Influence of Second Language Cherokee Immersion on Children’s Development of Past Tense in Their First Language, English
Metalinguistic skills may develop differently in multilingual and monolingual children. This study investigated effects of immersion in Cherokee as a second language on young children’s (4;5–6;1) skills of noticing morphological forms/patterns in English, their first language, by comparing English past tense skills on two nonword and two real-word tasks between a Cherokee immersion group (N= 10) and an English-medium comparison group (N= 13). Only past finiteness (irregular forms plus overregularizations) on a real-word sentence imitation task was significantly different, with the Cherokee group performing better. The children learning Cherokee as a second language were progressing as well as their monolingual peers on English past tense marking and in one area had developed increased attention to productive morphological patterns.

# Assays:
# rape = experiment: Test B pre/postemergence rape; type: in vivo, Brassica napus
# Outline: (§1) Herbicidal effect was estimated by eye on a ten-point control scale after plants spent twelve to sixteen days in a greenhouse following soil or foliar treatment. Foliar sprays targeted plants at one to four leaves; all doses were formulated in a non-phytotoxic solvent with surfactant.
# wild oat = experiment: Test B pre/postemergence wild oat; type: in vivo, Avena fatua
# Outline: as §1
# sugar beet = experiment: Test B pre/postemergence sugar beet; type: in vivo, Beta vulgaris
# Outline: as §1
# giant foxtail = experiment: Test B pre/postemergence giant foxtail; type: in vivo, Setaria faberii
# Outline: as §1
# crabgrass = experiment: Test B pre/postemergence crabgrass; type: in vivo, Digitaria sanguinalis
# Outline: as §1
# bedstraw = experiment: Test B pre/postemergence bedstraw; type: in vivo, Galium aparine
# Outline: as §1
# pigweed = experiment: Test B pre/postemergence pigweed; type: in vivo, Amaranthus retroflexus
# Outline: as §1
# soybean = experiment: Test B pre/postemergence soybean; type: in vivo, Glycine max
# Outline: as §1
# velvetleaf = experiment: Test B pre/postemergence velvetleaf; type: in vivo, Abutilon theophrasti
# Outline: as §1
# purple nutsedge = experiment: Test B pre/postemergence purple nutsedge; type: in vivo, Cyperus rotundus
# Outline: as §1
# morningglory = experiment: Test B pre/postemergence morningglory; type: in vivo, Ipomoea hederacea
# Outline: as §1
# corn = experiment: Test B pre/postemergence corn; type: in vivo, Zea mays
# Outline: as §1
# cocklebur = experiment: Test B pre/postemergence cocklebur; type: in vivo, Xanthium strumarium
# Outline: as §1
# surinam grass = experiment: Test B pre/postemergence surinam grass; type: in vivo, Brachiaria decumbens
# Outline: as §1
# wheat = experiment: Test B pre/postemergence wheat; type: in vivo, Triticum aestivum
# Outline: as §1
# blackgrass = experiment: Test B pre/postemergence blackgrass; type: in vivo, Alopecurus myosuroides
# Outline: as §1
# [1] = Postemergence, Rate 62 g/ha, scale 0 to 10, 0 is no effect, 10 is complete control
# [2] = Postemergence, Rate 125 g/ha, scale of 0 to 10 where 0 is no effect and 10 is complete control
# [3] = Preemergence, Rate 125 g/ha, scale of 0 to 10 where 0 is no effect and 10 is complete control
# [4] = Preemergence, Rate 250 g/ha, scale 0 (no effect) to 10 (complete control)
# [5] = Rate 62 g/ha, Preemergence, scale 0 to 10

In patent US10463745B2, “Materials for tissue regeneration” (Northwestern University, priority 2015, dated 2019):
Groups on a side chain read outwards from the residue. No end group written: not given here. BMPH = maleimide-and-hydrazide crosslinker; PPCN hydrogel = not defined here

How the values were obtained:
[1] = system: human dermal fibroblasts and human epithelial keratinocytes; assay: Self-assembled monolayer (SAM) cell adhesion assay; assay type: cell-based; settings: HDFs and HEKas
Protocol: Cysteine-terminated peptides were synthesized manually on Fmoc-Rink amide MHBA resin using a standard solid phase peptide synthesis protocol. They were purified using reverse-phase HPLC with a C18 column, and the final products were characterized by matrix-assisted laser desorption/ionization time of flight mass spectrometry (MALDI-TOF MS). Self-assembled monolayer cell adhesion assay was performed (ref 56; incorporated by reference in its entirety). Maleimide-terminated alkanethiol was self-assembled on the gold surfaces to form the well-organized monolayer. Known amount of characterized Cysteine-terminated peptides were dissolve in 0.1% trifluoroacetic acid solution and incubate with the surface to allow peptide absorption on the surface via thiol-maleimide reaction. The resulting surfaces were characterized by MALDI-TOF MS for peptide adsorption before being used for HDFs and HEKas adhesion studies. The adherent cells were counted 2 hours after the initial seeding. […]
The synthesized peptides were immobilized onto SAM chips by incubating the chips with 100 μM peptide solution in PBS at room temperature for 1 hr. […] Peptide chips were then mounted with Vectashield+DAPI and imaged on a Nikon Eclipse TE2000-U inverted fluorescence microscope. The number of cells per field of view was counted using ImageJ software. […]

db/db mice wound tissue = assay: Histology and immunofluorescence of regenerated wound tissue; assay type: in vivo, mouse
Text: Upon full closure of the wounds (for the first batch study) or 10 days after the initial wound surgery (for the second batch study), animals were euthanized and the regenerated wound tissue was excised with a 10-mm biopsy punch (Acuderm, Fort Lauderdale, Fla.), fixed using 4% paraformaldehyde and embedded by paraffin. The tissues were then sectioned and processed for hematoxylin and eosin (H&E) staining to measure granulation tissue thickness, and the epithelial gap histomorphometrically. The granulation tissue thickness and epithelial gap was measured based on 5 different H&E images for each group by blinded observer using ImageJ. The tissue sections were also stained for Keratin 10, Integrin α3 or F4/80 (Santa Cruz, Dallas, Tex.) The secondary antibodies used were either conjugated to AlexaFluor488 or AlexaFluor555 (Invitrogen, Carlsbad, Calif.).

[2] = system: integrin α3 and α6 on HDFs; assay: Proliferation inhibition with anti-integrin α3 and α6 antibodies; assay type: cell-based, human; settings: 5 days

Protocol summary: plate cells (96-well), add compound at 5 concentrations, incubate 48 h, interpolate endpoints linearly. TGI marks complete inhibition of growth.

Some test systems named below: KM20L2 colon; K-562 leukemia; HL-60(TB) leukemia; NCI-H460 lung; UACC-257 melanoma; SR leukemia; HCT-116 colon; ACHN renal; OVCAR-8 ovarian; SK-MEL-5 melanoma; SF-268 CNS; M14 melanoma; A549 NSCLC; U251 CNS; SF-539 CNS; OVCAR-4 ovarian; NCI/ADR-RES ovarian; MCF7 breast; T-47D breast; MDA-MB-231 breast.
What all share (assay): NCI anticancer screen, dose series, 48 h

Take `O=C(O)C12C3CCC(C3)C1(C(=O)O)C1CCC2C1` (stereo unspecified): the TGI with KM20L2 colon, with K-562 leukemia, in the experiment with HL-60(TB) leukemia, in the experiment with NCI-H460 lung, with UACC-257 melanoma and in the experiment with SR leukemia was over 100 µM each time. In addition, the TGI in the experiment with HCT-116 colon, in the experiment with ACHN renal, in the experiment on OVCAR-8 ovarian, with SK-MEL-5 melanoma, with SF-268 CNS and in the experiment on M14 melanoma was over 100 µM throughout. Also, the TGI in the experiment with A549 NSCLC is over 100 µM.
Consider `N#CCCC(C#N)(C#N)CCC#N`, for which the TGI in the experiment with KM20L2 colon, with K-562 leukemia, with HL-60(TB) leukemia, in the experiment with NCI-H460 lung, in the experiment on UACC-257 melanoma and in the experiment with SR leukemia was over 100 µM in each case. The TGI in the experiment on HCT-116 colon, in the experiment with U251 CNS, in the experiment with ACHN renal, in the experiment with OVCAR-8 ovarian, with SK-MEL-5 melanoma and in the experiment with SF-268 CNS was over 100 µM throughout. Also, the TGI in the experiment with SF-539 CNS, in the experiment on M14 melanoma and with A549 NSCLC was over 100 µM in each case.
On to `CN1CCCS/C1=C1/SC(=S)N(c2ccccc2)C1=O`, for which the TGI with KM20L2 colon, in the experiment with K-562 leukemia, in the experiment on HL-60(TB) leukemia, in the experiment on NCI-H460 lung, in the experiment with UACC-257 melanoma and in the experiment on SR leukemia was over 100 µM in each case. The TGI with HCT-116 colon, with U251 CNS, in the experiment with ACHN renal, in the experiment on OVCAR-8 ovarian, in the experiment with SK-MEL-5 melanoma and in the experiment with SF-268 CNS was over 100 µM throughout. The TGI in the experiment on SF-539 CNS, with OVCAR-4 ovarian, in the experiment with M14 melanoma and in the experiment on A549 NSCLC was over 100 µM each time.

from Language Learning
Posted on June 21, 2011, in Research and tagged bilingualism, Cherokee, children, crosslinguistic influences, English past tense, immersion, Native language revitalization, Second language. Bookmark the permalink. Leave a comment.